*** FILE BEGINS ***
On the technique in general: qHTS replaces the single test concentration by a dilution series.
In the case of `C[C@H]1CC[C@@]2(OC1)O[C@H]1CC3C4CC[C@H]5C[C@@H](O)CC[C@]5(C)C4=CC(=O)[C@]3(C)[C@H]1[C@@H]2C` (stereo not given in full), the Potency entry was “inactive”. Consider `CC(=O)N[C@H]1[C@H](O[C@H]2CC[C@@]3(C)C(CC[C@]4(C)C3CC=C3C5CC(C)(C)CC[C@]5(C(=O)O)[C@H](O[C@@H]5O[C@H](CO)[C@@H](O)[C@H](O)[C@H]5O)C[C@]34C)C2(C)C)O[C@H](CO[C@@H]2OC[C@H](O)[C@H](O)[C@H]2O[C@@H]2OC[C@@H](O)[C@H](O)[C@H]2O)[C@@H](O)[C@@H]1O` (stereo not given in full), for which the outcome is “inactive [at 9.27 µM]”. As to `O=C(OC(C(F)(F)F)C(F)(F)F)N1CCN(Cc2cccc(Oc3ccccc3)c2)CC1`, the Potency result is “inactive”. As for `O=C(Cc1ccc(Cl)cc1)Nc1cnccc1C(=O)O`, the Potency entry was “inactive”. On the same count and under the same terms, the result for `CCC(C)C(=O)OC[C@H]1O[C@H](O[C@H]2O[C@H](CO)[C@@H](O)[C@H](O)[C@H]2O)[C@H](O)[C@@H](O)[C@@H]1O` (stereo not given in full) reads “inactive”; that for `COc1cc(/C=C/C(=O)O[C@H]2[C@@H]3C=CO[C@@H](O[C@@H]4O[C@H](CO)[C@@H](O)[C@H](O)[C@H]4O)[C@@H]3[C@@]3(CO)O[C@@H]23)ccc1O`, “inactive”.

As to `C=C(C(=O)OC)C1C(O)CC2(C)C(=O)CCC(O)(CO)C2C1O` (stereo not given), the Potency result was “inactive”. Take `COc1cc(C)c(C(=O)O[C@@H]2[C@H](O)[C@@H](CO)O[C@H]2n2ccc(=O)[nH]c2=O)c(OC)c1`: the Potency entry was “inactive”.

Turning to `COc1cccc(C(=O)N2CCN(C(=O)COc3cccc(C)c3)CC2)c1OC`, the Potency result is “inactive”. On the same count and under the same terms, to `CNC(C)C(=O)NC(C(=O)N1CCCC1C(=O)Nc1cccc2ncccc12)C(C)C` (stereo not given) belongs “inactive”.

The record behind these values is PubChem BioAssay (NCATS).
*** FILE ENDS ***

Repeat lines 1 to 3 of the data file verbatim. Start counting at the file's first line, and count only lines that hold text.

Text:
On the technique in general: qHTS replaces the single test concentration by a dilution series.
In the case of `C[C@H]1CC[C@@]2(OC1)O[C@H]1CC3C4CC[C@H]5C[C@@H](O)CC[C@]5(C)C4=CC(=O)[C@]3(C)[C@H]1[C@@H]2C` (stereo not given in full), the Potency entry was “inactive”. Consider `CC(=O)N[C@H]1[C@H](O[C@H]2CC[C@@]3(C)C(CC[C@]4(C)C3CC=C3C5CC(C)(C)CC[C@]5(C(=O)O)[C@H](O[C@@H]5O[C@H](CO)[C@@H](O)[C@H](O)[C@H]5O)C[C@]34C)C2(C)C)O[C@H](CO[C@@H]2OC[C@H](O)[C@H](O)[C@H]2O[C@@H]2OC[C@@H](O)[C@H](O)[C@H]2O)[C@@H](O)[C@@H]1O` (stereo not given in full), for which the outcome is “inactive [at 9.27 µM]”. As to `O=C(OC(C(F)(F)F)C(F)(F)F)N1CCN(Cc2cccc(Oc3ccccc3)c2)CC1`, the Potency result is “inactive”. As for `O=C(Cc1ccc(Cl)cc1)Nc1cnccc1C(=O)O`, the Potency entry was “inactive”. On the same count and under the same terms, the result for `CCC(C)C(=O)OC[C@H]1O[C@H](O[C@H]2O[C@H](CO)[C@@H](O)[C@H](O)[C@H]2O)[C@H](O)[C@@H](O)[C@@H]1O` (stereo not given in full) reads “inactive”; that for `COc1cc(/C=C/C(=O)O[C@H]2[C@@H]3C=CO[C@@H](O[C@@H]4O[C@H](CO)[C@@H](O)[C@H](O)[C@H]4O)[C@@H]3[C@@]3(CO)O[C@@H]23)ccc1O`, “inactive”.

As to `C=C(C(=O)OC)C1C(O)CC2(C)C(=O)CCC(O)(CO)C2C1O` (stereo not given), the Potency result was “inactive”. Take `COc1cc(C)c(C(=O)O[C@@H]2[C@H](O)[C@@H](CO)O[C@H]2n2ccc(=O)[nH]c2=O)c(OC)c1`: the Potency entry was “inactive”.